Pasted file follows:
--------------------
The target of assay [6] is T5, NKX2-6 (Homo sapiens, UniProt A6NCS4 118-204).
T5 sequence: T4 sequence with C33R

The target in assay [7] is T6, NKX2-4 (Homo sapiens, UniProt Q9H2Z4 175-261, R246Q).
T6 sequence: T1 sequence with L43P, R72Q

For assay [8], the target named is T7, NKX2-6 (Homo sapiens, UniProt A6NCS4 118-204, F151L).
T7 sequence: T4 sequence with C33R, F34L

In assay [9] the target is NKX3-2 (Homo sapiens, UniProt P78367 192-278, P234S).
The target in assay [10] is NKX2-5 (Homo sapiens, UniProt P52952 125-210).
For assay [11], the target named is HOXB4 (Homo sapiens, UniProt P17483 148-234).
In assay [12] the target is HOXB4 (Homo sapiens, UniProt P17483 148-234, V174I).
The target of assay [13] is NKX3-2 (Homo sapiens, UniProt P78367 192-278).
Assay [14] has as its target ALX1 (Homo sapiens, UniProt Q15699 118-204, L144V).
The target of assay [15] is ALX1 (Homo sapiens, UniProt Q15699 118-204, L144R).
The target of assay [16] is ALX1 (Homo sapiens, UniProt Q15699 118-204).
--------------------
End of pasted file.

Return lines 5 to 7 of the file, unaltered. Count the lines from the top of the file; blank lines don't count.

For assay [8], the target named is T7, NKX2-6 (Homo sapiens, UniProt A6NCS4 118-204, F151L).
T7 sequence: T4 sequence with C33R, F34L

In assay [9] the target is NKX3-2 (Homo sapiens, UniProt P78367 192-278, P234S).